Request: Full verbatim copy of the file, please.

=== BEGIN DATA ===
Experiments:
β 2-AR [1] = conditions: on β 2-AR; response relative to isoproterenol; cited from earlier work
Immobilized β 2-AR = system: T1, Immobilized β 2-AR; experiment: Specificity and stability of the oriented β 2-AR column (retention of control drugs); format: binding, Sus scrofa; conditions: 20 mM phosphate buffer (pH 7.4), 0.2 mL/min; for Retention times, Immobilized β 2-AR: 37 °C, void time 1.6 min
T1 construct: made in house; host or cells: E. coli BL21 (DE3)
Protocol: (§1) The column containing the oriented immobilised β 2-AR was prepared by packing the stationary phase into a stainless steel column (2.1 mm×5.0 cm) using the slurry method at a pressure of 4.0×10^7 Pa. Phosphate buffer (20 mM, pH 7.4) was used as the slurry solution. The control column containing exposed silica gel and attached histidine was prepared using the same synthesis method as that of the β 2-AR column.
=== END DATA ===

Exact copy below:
Experiments:
β 2-AR [1] = conditions: on β 2-AR; response relative to isoproterenol; cited from earlier work
Immobilized β 2-AR = system: T1, Immobilized β 2-AR; experiment: Specificity and stability of the oriented β 2-AR column (retention of control drugs); format: binding, Sus scrofa; conditions: 20 mM phosphate buffer (pH 7.4), 0.2 mL/min; for Retention times, Immobilized β 2-AR: 37 °C, void time 1.6 min
T1 construct: made in house; host or cells: E. coli BL21 (DE3)
Protocol: (§1) The column containing the oriented immobilised β 2-AR was prepared by packing the stationary phase into a stainless steel column (2.1 mm×5.0 cm) using the slurry method at a pressure of 4.0×10^7 Pa. Phosphate buffer (20 mM, pH 7.4) was used as the slurry solution. The control column containing exposed silica gel and attached histidine was prepared using the same synthesis method as that of the β 2-AR column.